Overall, M&A deal volume in Canada was down in the second quarter of 2022 to $93.8 billion, from $96.2 billion in Q1. While Q2 was the fourth quarter in a row with overall volume above $90 billion (Q4 2021 was over $120 billion), April to June 2022 saw slightly reduced volume each month.

Still, the Canadian mid-market continued to be robust, Blake says. Deals between $20 million and $500 million totalled $12.9 billion in Q2, while the first quarter saw deals in this range total $12.5 billion.

"It's definitely not as frothy as it was this time last year, but it still is very, very busy, and last year was exceptional," says Blake. "For deals under $100 million and in a position to be done with a single bank's financing, there's still plenty of activity out there."

More significant transactions, those that rely on financing from more than one source, might be "a little tougher" to complete because of the current uncertainty. "But smaller deals, like those $500 million and under, could be easier, and we're still seeing interest there."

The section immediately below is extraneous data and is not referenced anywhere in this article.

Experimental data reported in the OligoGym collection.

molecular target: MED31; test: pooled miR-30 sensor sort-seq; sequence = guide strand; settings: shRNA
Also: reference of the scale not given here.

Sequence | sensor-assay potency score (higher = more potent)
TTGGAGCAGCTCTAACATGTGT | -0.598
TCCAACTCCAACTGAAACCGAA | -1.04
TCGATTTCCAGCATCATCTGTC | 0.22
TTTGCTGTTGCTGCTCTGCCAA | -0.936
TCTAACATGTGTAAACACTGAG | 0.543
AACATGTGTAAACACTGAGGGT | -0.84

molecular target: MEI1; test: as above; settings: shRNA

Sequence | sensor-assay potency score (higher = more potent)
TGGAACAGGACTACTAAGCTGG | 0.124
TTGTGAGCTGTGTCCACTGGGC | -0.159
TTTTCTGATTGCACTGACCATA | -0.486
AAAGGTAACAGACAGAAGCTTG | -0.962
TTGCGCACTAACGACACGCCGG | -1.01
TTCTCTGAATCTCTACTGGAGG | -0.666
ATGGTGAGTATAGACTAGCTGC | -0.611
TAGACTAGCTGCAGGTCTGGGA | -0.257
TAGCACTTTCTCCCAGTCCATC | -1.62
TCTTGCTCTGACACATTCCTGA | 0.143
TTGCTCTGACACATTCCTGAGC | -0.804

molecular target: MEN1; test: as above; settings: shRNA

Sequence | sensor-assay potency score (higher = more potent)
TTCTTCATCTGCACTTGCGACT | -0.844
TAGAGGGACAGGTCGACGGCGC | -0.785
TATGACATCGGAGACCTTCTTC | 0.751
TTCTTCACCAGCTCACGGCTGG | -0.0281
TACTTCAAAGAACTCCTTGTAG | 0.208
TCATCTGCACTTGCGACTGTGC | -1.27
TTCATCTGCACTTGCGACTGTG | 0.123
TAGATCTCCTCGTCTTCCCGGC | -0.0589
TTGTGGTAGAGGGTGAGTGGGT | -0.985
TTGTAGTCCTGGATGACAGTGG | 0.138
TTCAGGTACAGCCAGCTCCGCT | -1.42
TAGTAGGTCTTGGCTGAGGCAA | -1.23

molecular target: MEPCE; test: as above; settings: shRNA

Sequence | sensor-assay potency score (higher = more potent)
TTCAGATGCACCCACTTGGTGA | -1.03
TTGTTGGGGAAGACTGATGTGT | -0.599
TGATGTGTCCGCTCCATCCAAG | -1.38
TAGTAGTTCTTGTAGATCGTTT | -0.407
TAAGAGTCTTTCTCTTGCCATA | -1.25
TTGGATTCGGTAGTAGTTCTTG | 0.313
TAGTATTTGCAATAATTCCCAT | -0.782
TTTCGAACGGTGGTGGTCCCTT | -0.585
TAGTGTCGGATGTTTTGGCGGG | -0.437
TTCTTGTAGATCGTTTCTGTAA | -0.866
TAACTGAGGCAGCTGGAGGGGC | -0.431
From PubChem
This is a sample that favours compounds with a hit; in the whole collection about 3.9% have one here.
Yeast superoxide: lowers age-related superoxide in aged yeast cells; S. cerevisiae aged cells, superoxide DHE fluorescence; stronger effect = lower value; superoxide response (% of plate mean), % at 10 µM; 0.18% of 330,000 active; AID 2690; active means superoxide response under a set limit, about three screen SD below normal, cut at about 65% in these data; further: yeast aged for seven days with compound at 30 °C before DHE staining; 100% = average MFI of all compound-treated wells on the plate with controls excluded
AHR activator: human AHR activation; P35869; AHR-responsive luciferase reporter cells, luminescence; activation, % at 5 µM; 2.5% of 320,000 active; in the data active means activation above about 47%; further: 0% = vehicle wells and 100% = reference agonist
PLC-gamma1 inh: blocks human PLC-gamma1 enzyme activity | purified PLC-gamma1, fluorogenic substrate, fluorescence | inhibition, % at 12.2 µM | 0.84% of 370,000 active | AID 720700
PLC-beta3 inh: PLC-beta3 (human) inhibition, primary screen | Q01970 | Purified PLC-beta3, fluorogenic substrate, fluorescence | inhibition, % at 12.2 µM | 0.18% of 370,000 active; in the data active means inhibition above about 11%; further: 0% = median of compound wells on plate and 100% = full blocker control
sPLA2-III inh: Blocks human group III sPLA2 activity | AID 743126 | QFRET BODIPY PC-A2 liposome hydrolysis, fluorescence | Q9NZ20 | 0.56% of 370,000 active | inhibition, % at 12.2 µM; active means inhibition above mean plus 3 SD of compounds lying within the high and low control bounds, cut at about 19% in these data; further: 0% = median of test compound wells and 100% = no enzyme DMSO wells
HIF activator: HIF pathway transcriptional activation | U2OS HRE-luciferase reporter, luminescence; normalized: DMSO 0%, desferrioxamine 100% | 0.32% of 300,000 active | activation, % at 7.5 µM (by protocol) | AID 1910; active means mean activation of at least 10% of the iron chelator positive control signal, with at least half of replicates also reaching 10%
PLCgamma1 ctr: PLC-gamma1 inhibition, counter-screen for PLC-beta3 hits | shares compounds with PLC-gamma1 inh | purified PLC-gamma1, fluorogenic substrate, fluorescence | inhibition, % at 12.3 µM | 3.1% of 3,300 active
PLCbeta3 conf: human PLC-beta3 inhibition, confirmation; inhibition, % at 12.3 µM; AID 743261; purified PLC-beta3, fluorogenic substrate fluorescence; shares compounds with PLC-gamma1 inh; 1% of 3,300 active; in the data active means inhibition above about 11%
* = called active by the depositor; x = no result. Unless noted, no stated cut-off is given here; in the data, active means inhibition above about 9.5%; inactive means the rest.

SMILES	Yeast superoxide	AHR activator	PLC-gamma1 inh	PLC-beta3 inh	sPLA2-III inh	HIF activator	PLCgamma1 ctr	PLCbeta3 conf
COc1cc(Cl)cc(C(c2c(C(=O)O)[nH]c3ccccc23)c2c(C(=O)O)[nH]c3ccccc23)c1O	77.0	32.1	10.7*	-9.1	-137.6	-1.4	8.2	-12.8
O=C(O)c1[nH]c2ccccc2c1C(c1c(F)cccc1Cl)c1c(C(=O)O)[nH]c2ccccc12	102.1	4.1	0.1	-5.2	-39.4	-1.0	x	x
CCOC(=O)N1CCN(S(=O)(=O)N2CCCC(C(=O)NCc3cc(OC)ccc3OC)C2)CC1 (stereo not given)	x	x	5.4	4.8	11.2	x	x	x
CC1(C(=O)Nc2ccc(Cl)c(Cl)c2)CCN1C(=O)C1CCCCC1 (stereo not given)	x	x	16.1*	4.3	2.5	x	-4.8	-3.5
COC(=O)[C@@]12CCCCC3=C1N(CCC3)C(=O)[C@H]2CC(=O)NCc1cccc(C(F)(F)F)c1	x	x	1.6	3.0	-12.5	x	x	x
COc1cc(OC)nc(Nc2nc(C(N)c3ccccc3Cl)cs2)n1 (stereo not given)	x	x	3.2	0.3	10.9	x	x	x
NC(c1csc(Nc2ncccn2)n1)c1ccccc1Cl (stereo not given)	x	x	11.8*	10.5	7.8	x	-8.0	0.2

Interest rates going forward will play a key role as central banks around the world tighten monetary policy at an accelerated pace to respond to rapidly rising inflation. The U.S. Federal Reserve increased its benchmark interest rate by 75 basis points on June 15, the largest increase since 1994, and is predicted to bring in another 75 basis-points hike later in July.

The Bank of Canada raised its interest rate by a whole percentage point during Q2, and another full percentage point, in one go, in mid-July.